Jazz music, dance, and poetry: Exploring basic movements, melodies and poetic methods. (2014). Retrieved from https://artsedge.kennedy-center.org/educators/lessons/grade-3-4/Jazz_Music_Dance_And_Poetry.aspx
Lesson plans for K-12 classroom and arts teachers. (2017). Retrieved from https://educationcloset.com/arts-integration-lessons/
K-6 visual and performing arts curriculum guide: Examples of integrated lessons. (2008). Retrieved from http://ccsesaarts.org/wp-content/uploads/2015/01/K-6-Visual-and-Performing-Arts-Curriculum-Guide.pdf
Using drama in the English classroom. (2015). Retrieved from
Ballet lite. (2017). Retrieved from https://itunes.apple.com/us/app/ballet-lite/id328294889?mt=8
Buddy dance companion. (2018). Retrieved from http://www.buddyonline.com.au/
Dance school stories-Dance dreams come true. (2018). Retrieved from https://play.google.com/store/apps/details?id=com.crazylabs.dance.school
Play book dance. (2016). Retrieved from
https://itunes.apple.com/us/app/playbook.dance/id572038933?mt=8 SongMark choreography. (2018). Retrieved from http://www.songmark.co/
Balingit, M. (2016). Teachers are using theater and dance to teach math-and it's working. Washington Post. Retrieved from https://www.washingtonpost.com/local/education/teachers-are-using-theater-and-dance-to-teach-math--and-its-working/2016/02/22/61f8dc0c-d68b- 11e5-b195-2e29a4e13425_story.html?utm_term=.566fa866e83b
Cooper, J. (2016). Integrating Music, drama, and dance helps children explore and learn. National Association for the Education of Young Children. Retrieved from
Primary source set: Performing arts. (2011). Retrieved from http://library.mtsu.edu/tps/sets/Primary_Source_Set--Music_and_Dance.pdf
Robinson K., Aronicahttps L. (2018, March 21). Why dance is just as important as math in school. TED Ideas. Retrieved from http://ideas.ted.com/why-dance-is-just-as-important-as-math-in-school/
Tennessee standards for dance and theatre. (2017). Retrieved from https://www.tn.gov/education/instruction/academic-standards/arts-education.html
The importance of fine arts education. (2010). Retrieved from
Visual and performing arts framework. (2012). Retrieved from https://www.cde.ca.gov/ci/cr/cf/documents/vpaframewrk.pdf
BOOKS AVAILABLE AT DALTON STATE COLLEGE LIBRARY
Ashley, L. (Ed.). (2012). Dancing with difference: Culturally diverse dances in education. Retrieved from https://ebookcentral.proquest.com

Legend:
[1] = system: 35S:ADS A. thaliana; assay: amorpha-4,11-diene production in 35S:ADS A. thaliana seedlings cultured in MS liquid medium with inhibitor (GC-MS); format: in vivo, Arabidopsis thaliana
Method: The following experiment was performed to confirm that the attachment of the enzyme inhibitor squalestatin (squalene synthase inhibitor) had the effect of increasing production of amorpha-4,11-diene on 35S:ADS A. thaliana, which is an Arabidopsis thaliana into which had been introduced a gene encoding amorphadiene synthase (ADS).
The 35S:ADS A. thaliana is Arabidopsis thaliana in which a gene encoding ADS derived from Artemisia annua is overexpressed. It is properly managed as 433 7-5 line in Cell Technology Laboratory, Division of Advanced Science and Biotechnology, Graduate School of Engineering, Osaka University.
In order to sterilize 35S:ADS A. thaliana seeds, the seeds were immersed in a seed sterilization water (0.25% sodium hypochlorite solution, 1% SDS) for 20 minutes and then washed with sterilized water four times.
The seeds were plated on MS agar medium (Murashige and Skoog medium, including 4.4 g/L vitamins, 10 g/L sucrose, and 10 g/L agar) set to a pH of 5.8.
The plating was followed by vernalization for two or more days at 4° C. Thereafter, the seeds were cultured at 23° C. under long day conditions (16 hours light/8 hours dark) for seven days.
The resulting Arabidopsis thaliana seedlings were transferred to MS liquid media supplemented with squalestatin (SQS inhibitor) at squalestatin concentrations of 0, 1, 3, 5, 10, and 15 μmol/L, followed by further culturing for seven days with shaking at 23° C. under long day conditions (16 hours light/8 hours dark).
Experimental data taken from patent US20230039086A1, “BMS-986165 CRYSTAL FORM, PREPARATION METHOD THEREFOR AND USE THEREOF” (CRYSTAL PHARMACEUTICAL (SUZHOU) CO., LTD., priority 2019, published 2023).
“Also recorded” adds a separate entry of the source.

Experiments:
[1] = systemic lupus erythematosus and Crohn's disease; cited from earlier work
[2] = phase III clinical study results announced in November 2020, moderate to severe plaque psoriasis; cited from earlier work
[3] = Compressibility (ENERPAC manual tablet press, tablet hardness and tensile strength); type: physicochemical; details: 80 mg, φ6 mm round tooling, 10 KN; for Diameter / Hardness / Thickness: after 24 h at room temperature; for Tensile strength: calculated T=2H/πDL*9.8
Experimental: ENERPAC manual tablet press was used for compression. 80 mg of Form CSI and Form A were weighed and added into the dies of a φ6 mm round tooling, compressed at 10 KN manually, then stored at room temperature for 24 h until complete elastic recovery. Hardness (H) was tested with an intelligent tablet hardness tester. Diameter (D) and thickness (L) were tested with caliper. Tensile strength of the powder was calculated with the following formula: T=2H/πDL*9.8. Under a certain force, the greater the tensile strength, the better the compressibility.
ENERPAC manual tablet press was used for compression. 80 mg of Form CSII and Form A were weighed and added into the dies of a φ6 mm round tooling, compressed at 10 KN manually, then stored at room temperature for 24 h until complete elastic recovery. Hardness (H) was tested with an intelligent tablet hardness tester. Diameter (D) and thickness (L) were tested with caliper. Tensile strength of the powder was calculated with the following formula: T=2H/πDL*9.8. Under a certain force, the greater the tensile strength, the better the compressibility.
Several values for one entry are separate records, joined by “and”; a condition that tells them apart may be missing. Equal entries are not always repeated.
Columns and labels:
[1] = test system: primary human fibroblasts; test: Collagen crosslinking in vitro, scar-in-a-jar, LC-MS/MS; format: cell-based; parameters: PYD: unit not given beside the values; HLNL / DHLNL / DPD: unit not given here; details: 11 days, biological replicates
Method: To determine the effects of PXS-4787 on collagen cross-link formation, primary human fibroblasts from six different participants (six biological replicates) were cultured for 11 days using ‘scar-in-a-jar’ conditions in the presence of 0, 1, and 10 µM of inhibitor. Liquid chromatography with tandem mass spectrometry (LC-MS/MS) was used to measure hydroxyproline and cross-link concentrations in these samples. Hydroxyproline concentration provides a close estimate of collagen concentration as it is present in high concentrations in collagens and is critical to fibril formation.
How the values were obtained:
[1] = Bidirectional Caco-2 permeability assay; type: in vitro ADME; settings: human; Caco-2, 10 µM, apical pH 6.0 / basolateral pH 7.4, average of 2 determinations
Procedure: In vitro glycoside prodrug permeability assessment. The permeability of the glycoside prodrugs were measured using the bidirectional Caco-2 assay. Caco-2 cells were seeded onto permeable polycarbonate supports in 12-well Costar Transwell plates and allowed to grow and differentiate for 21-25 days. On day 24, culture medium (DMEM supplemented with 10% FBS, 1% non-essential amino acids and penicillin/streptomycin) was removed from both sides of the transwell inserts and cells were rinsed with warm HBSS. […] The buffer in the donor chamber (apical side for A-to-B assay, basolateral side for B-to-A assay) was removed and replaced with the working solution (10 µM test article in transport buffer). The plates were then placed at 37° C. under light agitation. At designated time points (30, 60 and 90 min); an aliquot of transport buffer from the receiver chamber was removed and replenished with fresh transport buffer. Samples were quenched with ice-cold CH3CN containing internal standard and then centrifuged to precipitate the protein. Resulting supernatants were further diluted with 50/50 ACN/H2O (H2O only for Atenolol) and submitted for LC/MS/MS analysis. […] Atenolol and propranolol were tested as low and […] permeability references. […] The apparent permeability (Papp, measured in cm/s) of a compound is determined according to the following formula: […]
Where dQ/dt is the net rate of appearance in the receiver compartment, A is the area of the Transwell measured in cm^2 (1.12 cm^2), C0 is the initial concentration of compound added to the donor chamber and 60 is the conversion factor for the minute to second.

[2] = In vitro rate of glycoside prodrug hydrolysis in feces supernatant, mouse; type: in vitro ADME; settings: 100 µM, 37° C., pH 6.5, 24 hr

Brady, M., & Gleason, P. T. (1994). Artstarts: Drama, music, movement, puppetry, and storytelling activities. Englewood, CO: Libraries Unlimited.
Carleton, J. P. (2012). Story drama in the special needs classroom: Step-by-step lesson plans for teaching through dramatic play. Philadelphia, PA: Jessica Kingsley Publishers.
Donbavand, T. (2009). Making a drama out of a crisis: Improving classroom behavior through drama techniques and exercises. Retrieved from https://ebookcentral.proquest.com
McFarlane, P. (2012). Creative drama for emotional support: Activities and exercises for use in the classroom. London, UK: Jessica Kingsley Publishers.
Taylor, P. (2000). The drama classroom: Action, reflection, transformation (1st ed.). Abingdon, UK: Routledge.
Wallis, C. (2004). Drama to go book 1: Teacher answer book. Retrieved from http://fliphtml5.com/vprx/hspi/basic/51 -78
Arts integration: The elements of dance [Video file]. (2014). Retrieved from https://www.teachingchannel.org/videos/integrating-dance-into-lessons
Education through drama and theater [Video file]. (2015). Retrieved from https://youtu.be/vOLhlQhFFKo
First graders learn math concepts through dance [Video file]. (2012). Retrieved from https://www.youtube.com/watch?v=-jwG5NaieWE
How I teach math & dance at the same time [Video file]. (2014). Retrieved from https://www.youtube.com/watch?v=i6qB2pTSRm8
Integrating drama across curriculum [Video file]. (2013). Retrieved from https://youtu.be/GjGE-yTLmD0
Music and dance drive academic achievement [Video file]. (2010). Retrieved from https://www.youtube.com/watch?v=ISTUqQeXPcM
Step dance, chorus and other ensembles-the power of music: P-5 teaching inspired by El Sistema [Video file]. (2014). Retrieved from https://fod.infobase.com/PortalPlaylists.aspx?wID=103290&xtid=113516
Teaching science through dance [Video file]. (2012). Retrieved from https://www.youtube.com/watch?v=EDpMgEDB814
The arts in action: Dance and drama improving student achievement [Video file]. (2014). Retrieved from https://www.youtube.com/watch?v=uOZe33fFOSs
SCHOLARLY JOURNAL ARTICALS
Dunkin, A. (2004). Gliding glissade not grand jete: Elementary classroom teachers teaching dance. Arts Education Policy Review, 105(3), 23-29.
Friedmann, D. (2012). Acting up: Five elementary teachers explore classroom management through dramatic play (Order No. 3493854). Retrieved from ProQuest Database.
Kaaland-Wells, C. (1993). Classroom teachers' perception and use of creative drama (Order No. 9418311). Retrieved from ProQuest Database.
Kalyn, B. (2014). Pedagogical considerations: Sharing supportive ideas for dance education. Physical & Health Education Journal, 80(2), 30-32.
Kiley, J. (2010). Dance: A risk worth taking. Physical & Health Education Journal, 76(2), 16-18.
Rydeen, F., & Reedy, P. (2008). Creating, performing & communicating through dance. Leadership, 38(2), 22-25, 37.